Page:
Senate reaches a deal on student loans, and there was much rejoicing
posted at 4:41 pm on July 18, 2013 by Erika Johnsen
Last summer, President Obama managed to make quite the niche campaign issue out of the scheduled rise of interest rates on new federal student loans from 3.4 to 6.8 percent as a part of his appeal for the youth vote, and Congress agreed to extend the artificially low rates for another year. That provision expired on July 1st, and the Senate has since been quibbling about about disallowing the jump in interest rates once more — with Republicans insisting that rates need to be allowed to more accurately reflect the market value, while Democrats maintained that rates shouldn’t be allowed to climb too high (“too high,” of course, meaning whatever arbitrary number that they oh so augustly deem “fair”).
And there it is, just what the Senate has been so actively hankering for — compromise! Republicans succeeded in allowing the free market to play at least more of a role in determining rates, while Democrats got their caps on the maximum to which interest rates will be allowed to rise. In the meantime, they’re preventing the immediate jump to 6.8 percent and extending the 3.4 percent rate through the 2015 academic year. Via CNN:
Under the compromise measure, undergraduate students would pay a rate of 3.85% next year on subsidized and unsubsidized Stafford loans. The plan would cap rates on loans to undergrads at 8.25%, for graduate students at 9.5% and parents at 10.5%.
“While this is not the agreement that any of us would have written, and many of us would like to have seen something quite different, I believe we have come a very long way on reaching common ground,” Sen. Dick Durbin of Illinois, the Democratic whip in the Senate, said at a press conference Thursday.
Sen. Tom Harkin, the Democratic chairman of the committee that oversees federal education programs, also was present in announcing the deal. …
Speaking after Thursday’s news conference, Harkin said lawmakers may revisit the student loans issue when his committee wades into altering the Higher Education Act in the next several months. …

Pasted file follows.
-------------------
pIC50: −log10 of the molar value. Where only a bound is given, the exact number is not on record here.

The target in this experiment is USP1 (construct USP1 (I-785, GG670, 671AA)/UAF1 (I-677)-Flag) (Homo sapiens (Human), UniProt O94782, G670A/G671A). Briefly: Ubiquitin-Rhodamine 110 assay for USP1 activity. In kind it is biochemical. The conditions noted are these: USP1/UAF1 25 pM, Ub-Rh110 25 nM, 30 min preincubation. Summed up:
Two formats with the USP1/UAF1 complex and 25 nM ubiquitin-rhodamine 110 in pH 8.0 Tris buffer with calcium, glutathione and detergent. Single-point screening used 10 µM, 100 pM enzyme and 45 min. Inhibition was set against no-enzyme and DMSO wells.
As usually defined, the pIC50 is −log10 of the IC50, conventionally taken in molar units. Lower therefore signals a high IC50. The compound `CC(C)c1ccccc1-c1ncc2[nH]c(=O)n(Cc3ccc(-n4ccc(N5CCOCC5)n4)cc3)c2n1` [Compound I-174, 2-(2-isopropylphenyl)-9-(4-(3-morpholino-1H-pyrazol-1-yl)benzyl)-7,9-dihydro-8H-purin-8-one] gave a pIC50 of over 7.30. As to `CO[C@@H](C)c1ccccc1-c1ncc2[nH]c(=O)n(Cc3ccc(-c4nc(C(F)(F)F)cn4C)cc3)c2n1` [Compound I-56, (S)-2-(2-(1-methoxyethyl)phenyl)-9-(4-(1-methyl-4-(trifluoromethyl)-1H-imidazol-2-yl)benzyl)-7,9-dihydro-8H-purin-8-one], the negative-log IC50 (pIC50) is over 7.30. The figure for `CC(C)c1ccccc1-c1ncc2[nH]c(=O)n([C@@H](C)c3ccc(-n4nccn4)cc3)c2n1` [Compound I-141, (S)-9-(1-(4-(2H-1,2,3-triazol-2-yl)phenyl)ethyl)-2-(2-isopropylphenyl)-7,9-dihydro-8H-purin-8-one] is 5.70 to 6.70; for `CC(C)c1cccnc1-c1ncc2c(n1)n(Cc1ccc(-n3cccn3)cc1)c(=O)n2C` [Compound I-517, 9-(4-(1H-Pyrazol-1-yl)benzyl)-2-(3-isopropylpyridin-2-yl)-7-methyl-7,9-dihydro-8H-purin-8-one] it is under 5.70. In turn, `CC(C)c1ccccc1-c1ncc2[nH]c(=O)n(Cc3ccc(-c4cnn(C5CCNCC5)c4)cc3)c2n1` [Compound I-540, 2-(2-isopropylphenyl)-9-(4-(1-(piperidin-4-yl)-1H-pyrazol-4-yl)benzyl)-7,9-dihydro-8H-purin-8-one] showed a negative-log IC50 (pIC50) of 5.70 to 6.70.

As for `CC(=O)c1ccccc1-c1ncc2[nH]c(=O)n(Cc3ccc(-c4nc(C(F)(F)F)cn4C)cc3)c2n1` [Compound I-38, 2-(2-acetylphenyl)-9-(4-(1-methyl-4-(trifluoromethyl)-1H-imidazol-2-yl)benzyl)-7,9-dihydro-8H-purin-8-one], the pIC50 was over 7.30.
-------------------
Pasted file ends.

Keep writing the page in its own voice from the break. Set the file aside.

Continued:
“Can we change it? Sure we can change it,” Harkin told reporters. “This is not the Ten Commandments written in stone for God’s sake.”
Er… I don’t know how well that plays out for instilling the certainty off of which potential students can devise possible life plans, but there it is. It’s a small improvement, but in the meantime, the federal government is maintaining plenty of the interference in the free market that directly helps to inflate tuition prices by flooding the market with cheap aid, and students are still graduating into a stagnating economy that is hardly flush with available jobs or even showing any real signs of becoming so — which kind of cuts into their ability to even pay back their loans. Priorities.
When the last reports came out showing that youth unemployment had reached 16.2 % in the United States, alarm bells began to be heard in some quarters. This is more than double the rate of unemployment of the adult population. The rate is fast approaching the average youth unemployment rate in Europe which stands at approximately 24%. …
So far only 5 European countries (Austria, Denmark, Germany, the Netherlands and Norway) have lower youth unemployment than does the U.S. Samuel Gregg, of the Acton Institute, who recently wrote Becoming Europe, warns that the U.S. is drifting towards the same policies that generally lead to higher rates of joblessnes among the young. The U.S. economy still scores better than most European countries in economic freedoms, but the trends are frightening.